Although the pope did not issue a bull—as a public decree from the papacy is known—his cooperation in the transfer of some children from monasteries and Catholic families to the care of assistants for Rabbi Herzog is documented in Rabbi Herzog’s papers. Though some assistance from Pius XII was recorded, the available historical records don’t show exactly how much the pope knew about the status of the lost children or whether the Catholic Church under his direction took any measures, formal or informal, to prevent converted children from returning to the Jewish community.
A number of attempts by surviving family to recover children ended up in court and were well publicized at the time. Probably the most famous was the story of Robert and Gerald Finaly. The two children, whose parents were deported from Grenoble, France and murdered in Auschwitz, were sheltered by their Catholic babysitter. But attempts by a surviving aunt to get them back after the war turned into a case of kidnapping and intrigue involving officials of France’s church. Eventually, the children were returned to their aunt and were brought to Israel where both, aged 78 and 77, live today.
L’Affaire Finaly shook France as a whole and reverberated through Europe’s shattered Jewish communities, still recovering from the horrors of the preceding years. The academic Suzanne Vroman, author of Hidden Children of the Holocaust: Belgian Nuns and Their Daring Rescue of Young Jews From the Nazis, has said that the fear of “hundreds of Finaly Affairs,” discouraged Europe’s Jews, who were deeply reticent about becoming the center of public attention from advocating publicly for the cause of the lost children.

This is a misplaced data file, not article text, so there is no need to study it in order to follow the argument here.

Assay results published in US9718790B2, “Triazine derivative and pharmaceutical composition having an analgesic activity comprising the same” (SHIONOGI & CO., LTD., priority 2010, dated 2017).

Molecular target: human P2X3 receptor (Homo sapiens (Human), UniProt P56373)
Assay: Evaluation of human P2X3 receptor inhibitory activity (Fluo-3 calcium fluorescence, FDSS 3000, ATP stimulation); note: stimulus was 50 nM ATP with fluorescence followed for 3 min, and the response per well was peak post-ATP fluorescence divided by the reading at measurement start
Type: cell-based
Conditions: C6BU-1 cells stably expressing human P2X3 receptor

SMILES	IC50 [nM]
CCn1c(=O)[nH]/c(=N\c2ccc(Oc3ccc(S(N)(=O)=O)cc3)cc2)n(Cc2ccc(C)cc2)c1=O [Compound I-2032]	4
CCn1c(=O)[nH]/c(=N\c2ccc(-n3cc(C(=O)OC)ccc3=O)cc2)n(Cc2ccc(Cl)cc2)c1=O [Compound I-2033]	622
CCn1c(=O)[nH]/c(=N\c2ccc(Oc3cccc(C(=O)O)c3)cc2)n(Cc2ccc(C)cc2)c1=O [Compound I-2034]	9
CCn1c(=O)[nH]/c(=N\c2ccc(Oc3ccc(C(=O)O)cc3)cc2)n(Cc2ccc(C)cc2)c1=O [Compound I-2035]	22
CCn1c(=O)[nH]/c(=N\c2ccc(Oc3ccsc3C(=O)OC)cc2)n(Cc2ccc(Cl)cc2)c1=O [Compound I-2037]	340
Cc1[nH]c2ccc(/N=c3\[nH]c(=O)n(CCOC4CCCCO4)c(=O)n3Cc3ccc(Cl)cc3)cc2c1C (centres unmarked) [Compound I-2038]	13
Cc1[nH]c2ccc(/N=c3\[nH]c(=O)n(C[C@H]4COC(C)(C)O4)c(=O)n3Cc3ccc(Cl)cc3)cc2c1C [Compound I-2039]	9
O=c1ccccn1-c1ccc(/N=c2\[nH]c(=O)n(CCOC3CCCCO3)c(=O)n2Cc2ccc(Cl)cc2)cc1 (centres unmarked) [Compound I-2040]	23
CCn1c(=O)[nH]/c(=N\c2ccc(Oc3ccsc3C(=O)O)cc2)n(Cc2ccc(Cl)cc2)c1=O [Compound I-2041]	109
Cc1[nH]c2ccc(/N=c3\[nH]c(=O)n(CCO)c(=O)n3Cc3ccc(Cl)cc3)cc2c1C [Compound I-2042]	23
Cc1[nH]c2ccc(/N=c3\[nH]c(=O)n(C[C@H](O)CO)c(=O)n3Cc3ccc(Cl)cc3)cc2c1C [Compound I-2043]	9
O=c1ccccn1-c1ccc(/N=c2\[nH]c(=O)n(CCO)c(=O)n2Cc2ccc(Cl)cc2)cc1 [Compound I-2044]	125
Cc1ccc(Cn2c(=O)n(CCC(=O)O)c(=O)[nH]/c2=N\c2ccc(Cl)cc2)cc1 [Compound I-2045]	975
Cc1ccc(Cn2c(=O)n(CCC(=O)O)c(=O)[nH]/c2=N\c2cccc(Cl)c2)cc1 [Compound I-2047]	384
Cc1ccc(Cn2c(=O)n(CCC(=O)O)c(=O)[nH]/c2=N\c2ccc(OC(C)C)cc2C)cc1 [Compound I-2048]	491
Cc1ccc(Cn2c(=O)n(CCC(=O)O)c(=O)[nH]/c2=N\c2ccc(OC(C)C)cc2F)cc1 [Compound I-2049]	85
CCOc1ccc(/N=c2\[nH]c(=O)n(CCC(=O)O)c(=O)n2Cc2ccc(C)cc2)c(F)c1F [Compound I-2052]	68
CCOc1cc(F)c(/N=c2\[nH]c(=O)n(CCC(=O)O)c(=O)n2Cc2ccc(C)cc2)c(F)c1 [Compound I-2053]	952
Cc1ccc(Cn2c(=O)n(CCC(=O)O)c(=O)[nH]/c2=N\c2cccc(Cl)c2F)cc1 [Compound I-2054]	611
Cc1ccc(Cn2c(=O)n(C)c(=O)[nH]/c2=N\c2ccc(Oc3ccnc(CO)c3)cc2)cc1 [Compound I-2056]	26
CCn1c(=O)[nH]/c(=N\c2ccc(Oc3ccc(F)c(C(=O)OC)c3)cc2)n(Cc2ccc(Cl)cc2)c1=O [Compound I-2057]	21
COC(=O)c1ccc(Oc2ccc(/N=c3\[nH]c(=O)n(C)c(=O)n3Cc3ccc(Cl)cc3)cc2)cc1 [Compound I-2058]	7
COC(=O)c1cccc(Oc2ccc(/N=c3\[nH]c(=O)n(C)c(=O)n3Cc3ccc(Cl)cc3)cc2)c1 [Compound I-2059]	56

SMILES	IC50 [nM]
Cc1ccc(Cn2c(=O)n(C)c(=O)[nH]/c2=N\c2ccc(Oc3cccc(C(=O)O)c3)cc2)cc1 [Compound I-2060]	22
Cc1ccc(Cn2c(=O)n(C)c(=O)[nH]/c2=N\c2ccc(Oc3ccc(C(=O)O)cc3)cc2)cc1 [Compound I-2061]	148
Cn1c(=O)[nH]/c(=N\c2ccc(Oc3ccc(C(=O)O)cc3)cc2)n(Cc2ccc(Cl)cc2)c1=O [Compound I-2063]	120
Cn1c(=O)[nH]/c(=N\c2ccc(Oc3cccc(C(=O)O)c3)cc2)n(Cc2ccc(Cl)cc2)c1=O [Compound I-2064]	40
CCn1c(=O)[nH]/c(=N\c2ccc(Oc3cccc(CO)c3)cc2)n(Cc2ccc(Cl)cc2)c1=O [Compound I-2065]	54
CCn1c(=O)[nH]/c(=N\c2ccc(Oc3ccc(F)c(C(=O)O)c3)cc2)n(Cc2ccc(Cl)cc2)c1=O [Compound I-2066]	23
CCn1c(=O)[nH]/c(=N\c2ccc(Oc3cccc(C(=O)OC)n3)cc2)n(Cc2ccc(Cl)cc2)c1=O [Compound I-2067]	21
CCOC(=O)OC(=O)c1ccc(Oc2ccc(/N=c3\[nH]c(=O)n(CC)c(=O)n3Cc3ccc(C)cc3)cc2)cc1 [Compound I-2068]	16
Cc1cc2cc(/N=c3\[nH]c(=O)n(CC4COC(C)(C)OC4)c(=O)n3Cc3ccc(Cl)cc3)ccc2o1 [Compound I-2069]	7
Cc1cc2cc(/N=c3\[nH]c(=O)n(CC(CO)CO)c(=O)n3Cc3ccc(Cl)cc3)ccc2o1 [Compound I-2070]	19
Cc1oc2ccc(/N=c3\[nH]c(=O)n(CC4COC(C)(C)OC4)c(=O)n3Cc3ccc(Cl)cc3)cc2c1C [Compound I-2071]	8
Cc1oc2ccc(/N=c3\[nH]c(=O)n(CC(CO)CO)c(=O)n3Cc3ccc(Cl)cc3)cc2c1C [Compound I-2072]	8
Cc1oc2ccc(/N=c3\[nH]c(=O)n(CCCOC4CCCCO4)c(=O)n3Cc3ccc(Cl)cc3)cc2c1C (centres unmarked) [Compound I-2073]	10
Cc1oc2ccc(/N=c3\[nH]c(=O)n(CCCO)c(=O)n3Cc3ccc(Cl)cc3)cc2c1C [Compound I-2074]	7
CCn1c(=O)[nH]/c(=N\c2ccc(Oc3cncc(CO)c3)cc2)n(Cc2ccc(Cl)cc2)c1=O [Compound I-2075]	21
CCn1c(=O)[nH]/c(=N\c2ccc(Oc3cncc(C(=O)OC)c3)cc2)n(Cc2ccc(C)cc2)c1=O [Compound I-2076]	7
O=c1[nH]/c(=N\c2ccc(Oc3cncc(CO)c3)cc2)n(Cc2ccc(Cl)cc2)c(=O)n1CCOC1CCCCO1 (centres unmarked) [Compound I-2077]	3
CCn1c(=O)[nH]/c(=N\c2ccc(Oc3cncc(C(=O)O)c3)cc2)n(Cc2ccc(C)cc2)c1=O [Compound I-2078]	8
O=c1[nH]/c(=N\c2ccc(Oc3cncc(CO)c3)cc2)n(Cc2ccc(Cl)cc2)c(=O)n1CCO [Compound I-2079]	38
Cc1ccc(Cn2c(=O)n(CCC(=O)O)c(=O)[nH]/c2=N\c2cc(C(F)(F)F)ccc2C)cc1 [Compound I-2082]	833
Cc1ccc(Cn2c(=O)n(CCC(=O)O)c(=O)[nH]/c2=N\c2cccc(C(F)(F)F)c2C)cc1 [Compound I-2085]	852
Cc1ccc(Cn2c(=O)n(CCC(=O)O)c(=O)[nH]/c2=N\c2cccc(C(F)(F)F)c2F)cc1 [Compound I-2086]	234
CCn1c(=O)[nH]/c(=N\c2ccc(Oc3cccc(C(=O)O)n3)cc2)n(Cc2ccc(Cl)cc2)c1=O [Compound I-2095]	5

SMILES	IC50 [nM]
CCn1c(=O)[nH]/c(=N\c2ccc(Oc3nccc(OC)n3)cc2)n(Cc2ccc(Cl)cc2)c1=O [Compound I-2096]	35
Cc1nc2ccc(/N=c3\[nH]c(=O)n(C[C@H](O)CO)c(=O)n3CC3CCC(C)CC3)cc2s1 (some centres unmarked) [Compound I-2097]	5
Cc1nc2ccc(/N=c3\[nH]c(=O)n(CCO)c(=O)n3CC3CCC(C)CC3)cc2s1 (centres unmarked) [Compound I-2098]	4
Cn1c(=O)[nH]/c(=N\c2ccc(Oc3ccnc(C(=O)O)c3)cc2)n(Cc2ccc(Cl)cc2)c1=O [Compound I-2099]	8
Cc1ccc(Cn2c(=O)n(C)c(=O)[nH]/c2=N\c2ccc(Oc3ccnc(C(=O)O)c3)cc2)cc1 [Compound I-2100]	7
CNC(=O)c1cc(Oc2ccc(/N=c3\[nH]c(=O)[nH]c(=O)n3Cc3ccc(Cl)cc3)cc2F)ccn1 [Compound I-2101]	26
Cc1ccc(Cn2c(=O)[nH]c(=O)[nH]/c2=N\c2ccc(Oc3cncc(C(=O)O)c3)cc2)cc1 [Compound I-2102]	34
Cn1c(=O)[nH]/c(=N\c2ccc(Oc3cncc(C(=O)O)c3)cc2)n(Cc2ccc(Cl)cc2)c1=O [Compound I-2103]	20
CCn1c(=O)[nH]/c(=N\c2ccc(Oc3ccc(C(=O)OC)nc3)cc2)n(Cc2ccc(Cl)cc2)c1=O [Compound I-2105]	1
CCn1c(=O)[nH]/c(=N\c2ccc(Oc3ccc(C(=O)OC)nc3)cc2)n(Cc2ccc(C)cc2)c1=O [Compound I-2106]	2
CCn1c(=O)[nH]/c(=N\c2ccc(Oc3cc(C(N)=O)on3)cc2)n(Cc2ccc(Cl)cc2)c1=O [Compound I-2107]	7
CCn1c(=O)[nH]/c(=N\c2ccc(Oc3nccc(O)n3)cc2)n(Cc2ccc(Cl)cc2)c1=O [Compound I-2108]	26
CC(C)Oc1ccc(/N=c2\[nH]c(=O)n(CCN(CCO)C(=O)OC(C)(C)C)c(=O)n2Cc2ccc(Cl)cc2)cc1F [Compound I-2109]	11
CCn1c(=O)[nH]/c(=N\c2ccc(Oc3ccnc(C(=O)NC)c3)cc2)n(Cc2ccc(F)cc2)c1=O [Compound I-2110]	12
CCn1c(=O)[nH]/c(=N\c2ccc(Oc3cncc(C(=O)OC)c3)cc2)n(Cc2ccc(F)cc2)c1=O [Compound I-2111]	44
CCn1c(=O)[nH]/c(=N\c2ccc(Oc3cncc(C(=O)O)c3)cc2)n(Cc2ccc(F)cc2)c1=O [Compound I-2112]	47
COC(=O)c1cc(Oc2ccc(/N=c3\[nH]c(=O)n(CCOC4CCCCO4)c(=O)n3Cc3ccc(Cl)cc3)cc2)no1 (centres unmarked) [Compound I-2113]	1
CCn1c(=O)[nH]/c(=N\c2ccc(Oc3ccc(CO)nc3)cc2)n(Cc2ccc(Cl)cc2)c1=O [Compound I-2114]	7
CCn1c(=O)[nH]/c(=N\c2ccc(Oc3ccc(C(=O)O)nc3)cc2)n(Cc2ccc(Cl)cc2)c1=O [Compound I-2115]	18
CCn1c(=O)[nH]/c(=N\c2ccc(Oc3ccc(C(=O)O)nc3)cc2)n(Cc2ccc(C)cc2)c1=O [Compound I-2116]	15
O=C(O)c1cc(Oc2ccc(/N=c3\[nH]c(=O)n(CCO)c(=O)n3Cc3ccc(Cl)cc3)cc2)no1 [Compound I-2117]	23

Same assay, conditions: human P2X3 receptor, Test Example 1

Still, there are many other notable cases of Jewish children who were reunited with their families after the war. Abraham Foxman, the high-profile former president of the ADL, is one example. Foxman’s father successfully fought to regain custody of his son from the Catholic family that had sheltered him during the war. Another is Father Romauld Waskinel, born Jakob Weksler. Weksler was hidden with a Catholic family in Poland during the war and didn’t discover his Jewish parentage until he was an adult. He now lives in Israel and is no longer a priest.
In a telephone interview, Foxman told Tablet that he believes there were many more saved, hidden children than have yet been brought to light. “We are losing hundreds of Jewish children every day,” Foxman said, referring to those who after being sheltered during the war never learned of their true origins and will die without knowing their birth families or their connection to Judaism. “It’s hard to impugn Church motives during the war,” Foxman added, but, “afterwards might be another issue.”
Rabbi Michael Schudrich, the New York-born Chief Rabbi of Poland, gets hidden children coming to Warsaw’s Nozyk synagogue several times a month these days. Some have discovered they were born Jewish as the result of a deathbed confession of an older relative, while others make the discovery through other means. Schudrich views the Vatican announcement as a hopeful sign, and one that “needs serious academic examination.” But there are also “moral questions,” he said. “What do we do with the information if we get it? Do we or don’t we have an obligation to tell people?”
The opening of the Vatican’s sealed archives will not provide all the answers, or definitively one of the darkest chapters in Jewish and world history, but it may, as Rabbi Schudrich alluded to, allow us to begin asking new questions while there is still time.